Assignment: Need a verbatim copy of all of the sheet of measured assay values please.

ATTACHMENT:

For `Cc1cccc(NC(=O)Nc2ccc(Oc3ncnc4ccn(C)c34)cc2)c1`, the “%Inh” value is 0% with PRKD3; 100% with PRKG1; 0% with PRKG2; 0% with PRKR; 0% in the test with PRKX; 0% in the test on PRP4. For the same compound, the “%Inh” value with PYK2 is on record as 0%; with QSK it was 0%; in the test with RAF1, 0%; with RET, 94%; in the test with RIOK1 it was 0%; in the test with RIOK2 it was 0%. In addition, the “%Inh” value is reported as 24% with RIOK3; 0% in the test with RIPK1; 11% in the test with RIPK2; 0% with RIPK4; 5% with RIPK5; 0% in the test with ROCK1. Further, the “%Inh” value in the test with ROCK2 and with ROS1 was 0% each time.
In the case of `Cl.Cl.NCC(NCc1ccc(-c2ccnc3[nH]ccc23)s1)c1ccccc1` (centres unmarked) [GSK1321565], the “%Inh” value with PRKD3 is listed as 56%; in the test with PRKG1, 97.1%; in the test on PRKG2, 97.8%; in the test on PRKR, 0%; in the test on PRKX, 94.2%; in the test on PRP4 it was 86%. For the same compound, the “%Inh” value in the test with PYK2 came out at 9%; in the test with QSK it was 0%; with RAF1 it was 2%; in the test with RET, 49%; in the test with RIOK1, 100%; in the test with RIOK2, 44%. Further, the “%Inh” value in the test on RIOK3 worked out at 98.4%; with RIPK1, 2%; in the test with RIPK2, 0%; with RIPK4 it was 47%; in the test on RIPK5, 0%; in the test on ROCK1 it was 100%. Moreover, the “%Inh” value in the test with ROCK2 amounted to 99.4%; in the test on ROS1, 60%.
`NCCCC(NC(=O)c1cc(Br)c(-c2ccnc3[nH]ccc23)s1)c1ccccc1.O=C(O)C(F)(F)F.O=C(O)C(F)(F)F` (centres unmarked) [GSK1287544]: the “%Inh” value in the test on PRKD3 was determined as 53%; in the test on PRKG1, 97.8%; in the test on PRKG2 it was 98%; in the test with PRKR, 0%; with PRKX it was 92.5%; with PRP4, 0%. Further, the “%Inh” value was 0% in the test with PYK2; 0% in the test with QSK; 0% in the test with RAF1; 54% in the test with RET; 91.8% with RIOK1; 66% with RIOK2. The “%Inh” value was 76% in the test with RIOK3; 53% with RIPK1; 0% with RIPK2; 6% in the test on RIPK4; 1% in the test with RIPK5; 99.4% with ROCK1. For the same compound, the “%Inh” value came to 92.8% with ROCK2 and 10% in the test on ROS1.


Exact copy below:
For `Cc1cccc(NC(=O)Nc2ccc(Oc3ncnc4ccn(C)c34)cc2)c1`, the “%Inh” value is 0% with PRKD3; 100% with PRKG1; 0% with PRKG2; 0% with PRKR; 0% in the test with PRKX; 0% in the test on PRP4. For the same compound, the “%Inh” value with PYK2 is on record as 0%; with QSK it was 0%; in the test with RAF1, 0%; with RET, 94%; in the test with RIOK1 it was 0%; in the test with RIOK2 it was 0%. In addition, the “%Inh” value is reported as 24% with RIOK3; 0% in the test with RIPK1; 11% in the test with RIPK2; 0% with RIPK4; 5% with RIPK5; 0% in the test with ROCK1. Further, the “%Inh” value in the test with ROCK2 and with ROS1 was 0% each time.
In the case of `Cl.Cl.NCC(NCc1ccc(-c2ccnc3[nH]ccc23)s1)c1ccccc1` (centres unmarked) [GSK1321565], the “%Inh” value with PRKD3 is listed as 56%; in the test with PRKG1, 97.1%; in the test on PRKG2, 97.8%; in the test on PRKR, 0%; in the test on PRKX, 94.2%; in the test on PRP4 it was 86%. For the same compound, the “%Inh” value in the test with PYK2 came out at 9%; in the test with QSK it was 0%; with RAF1 it was 2%; in the test with RET, 49%; in the test with RIOK1, 100%; in the test with RIOK2, 44%. Further, the “%Inh” value in the test on RIOK3 worked out at 98.4%; with RIPK1, 2%; in the test with RIPK2, 0%; with RIPK4 it was 47%; in the test on RIPK5, 0%; in the test on ROCK1 it was 100%. Moreover, the “%Inh” value in the test with ROCK2 amounted to 99.4%; in the test on ROS1, 60%.
`NCCCC(NC(=O)c1cc(Br)c(-c2ccnc3[nH]ccc23)s1)c1ccccc1.O=C(O)C(F)(F)F.O=C(O)C(F)(F)F` (centres unmarked) [GSK1287544]: the “%Inh” value in the test on PRKD3 was determined as 53%; in the test on PRKG1, 97.8%; in the test on PRKG2 it was 98%; in the test with PRKR, 0%; with PRKX it was 92.5%; with PRP4, 0%. Further, the “%Inh” value was 0% in the test with PYK2; 0% in the test with QSK; 0% in the test with RAF1; 54% in the test with RET; 91.8% with RIOK1; 66% with RIOK2. The “%Inh” value was 76% in the test with RIOK3; 53% with RIPK1; 0% with RIPK2; 6% in the test on RIPK4; 1% in the test with RIPK5; 99.4% with ROCK1. For the same compound, the “%Inh” value came to 92.8% with ROCK2 and 10% in the test on ROS1.